Each button has a function, but those functions are all empty right now. The CalculationDelegate is capable of performing the logic, but it still needs to get called by these functions.


The CalculationDelegate has the function handleInput(_ number: Int). The function accepts an Integer (1, 2, 3, etc.) as an argument. The question is, how to we know what Int to pass in to the function? The naïve approach would be to use a separate function for each button on screen, like this for the 9 button:

@IBAction func nineButtonPressed(_ sender: UIButton) {

Each UIButton on screen is wired to connect to this same function, so it wouldn’t make any sense for them to all pass the same constant to handleInput. How can we find out what button was actually pressed?

(sender: UIButton)

The key part here is that every IBAction also has a sender argument. When a button is pressed, the linked function is called with the pressed button as the sender. This gives us access to a UIButton representation of our button on screen. That means we can get attributes like the button’s title label (the visible text).

@IBAction func numberButtonPressed(_ sender: UIButton) {
    let buttonTitle = sender.titleLabel!.text!
    let buttonNumber = Int(buttonTitle)! //converts String to Int

    //also update the text on screen
    resultLabel.text = calculations.resultNumber.roundedString


Next up is the operators. Even though we have four @IBAction functions, we’re going to be using a fifth method so we don’t have to do basically the same thing in each of the four operator functions. It’s always better form to break something into a separate function if you’re doing it more than once.

func setOperator(_ character: String, withFunction function: @escaping (Double, Double) -> Double) {

(Double, Double) -> Double

Just like any other argument, (Double, Double) -> Double is a type. This time, though, it represents a function. In Swift, functions are types just like everything else. It reads as a function that takes two doubles and returns a double. More on this in a sec, because it’s gonna get real cool.

Here’s the actual method body (just throw it somewhere at the bottom of the ViewController.swift):

func setOperator(_ character: String, withFunction function: @escaping (Double, Double) -> (Double)) {
    //DefaultOperator is part of the default CalculationDelegate
    let customOperator = DefaultOperator(forCharacter: character, withFunction: function)

    //again, update the text on screen
    resultLabel.text = calculations.resultNumber.roundedString


The one weird bit here is the @escaping annotation. This boils down to an esoteric distinction between espacing and nonescaping closures (a function can be called a closure when it’s used as a method parameter). Closures are nonescaping by default. This means they can’t escape the function they exist in, either by passing them to a different function or by assigning them to a variable. Nonescaping functions have some benefits and can be compiler-optimized, but they won’t work for us in this situation.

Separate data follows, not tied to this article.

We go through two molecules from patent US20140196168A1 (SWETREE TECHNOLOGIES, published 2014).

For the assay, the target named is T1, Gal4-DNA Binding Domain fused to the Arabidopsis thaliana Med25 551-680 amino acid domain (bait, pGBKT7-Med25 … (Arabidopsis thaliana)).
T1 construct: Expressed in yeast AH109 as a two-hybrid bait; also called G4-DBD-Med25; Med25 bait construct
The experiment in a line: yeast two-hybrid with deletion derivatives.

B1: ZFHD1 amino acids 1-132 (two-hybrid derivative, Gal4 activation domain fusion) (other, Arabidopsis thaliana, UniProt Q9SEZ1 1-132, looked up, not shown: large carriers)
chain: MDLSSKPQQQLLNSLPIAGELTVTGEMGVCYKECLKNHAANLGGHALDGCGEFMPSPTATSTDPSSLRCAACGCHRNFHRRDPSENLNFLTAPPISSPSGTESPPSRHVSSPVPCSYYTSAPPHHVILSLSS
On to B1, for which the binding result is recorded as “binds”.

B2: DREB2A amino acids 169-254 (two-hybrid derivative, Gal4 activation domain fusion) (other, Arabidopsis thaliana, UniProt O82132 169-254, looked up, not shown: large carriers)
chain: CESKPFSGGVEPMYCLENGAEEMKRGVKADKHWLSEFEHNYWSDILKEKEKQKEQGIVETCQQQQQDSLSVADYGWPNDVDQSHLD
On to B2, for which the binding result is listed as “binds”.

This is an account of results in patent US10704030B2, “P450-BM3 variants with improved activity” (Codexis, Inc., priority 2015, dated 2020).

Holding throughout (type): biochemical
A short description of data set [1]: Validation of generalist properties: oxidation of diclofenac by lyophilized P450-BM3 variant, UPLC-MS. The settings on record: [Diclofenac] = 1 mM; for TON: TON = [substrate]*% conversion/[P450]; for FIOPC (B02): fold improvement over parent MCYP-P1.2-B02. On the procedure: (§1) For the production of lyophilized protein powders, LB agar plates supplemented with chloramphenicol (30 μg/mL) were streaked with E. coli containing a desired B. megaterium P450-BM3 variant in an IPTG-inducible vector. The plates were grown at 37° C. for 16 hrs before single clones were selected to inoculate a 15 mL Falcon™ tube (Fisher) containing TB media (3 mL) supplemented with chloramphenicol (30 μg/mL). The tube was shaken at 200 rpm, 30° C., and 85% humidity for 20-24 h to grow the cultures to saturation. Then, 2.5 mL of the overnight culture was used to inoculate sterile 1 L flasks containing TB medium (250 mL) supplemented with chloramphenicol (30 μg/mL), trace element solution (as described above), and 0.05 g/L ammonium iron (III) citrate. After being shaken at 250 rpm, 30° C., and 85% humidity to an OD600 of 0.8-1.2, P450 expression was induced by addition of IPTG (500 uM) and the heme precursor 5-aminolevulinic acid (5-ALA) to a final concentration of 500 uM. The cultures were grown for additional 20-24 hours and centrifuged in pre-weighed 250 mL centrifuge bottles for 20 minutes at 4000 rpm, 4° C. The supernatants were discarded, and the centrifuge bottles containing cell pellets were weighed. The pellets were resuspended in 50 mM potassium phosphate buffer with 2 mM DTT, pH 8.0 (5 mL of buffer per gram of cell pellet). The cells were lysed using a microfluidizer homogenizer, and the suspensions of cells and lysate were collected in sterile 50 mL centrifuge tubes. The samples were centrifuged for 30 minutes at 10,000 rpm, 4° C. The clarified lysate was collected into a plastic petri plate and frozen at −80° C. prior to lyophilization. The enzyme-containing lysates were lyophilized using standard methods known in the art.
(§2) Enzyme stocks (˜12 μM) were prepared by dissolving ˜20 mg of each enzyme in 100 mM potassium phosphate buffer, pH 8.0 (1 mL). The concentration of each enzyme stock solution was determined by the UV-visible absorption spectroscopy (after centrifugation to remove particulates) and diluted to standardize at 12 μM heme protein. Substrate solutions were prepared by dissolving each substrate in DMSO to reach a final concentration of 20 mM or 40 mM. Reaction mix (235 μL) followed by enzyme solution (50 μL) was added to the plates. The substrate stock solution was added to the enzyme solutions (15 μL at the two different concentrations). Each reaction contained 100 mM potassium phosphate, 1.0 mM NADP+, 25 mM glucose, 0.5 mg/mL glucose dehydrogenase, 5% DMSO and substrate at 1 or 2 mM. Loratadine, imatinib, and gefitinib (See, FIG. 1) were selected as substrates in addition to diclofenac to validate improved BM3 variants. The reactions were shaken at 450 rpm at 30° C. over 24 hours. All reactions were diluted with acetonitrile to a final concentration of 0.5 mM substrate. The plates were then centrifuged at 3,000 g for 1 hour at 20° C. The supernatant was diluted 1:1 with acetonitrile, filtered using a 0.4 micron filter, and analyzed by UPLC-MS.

Marking the closure @escaping allows it to escape the context of the function. We escape the closure when we call DefaultOperator(forCharacter: character, withFunction: function), because we’re passing the function to the DefaultOperator. Since we’re violating the default nonescaping behavior, the code wouldn’t compile without the @escaping annotation.

Calling the function

Now we can go back to looking at the @IBActions themselves. Because of how we implemented the setOperator function, this is gonna be really slick:

@IBAction func addButtonPressed(_ sender: UIButton) {
    setOperator("+", withFunction: +)


That’s right. We just used the language’s addition operator as an argument in a function. And it makes perfect sense if you think about it. ⌘-Clicking on something in Xcode takes you to where that something is defined in code, so ⌘-Click on the plus sign to see its declaration in the Swift standard library:

public func +(lhs: Double, rhs: Double) -> Double

The operator is really just a function that takes two doubles and returns a double. Which is exactly the argument type that the setOperator function is looking for. Is that crazy or what?? (It’s not crazy, Swift is just insanely self-consistant.)

We can do the same thing for the rest of the operators, giving us this beautiful little group:

@IBAction func addButtonPressed(_ sender: UIButton) {
    setOperator("+", withFunction: +)

@IBAction func subtractButtonPressed(_ sender: UIButton) {
    setOperator("-", withFunction: -)

@IBAction func multiplyButtonPressed(_ sender: UIButton) {
    setOperator("*", withFunction: *)

@IBAction func divideButtonPressed(_ sender: UIButton) {
    setOperator("/", withFunction: /)

Equals and Clear

These two are pretty trivial, mostly because the logic is bundled up in the CalculationDelegate.

@IBAction func equalsButtonPressed(_ sender: AnyObject) {
    resultLabel.text = calculations.resultNumber.roundedString

@IBAction func clearButtonPressed(_ sender: UIButton) {
    resultLabel.text = calculations.resultNumber.roundedString

For both of them, we simply pass work on to the CalculationDelegate and then update the text on screen. Simple enough.


We connected the logic contained in the CalculationDelegate to the interface by writing code for our IBOutlets.

Next Time

We will test the calculator and make sure everything is in working order.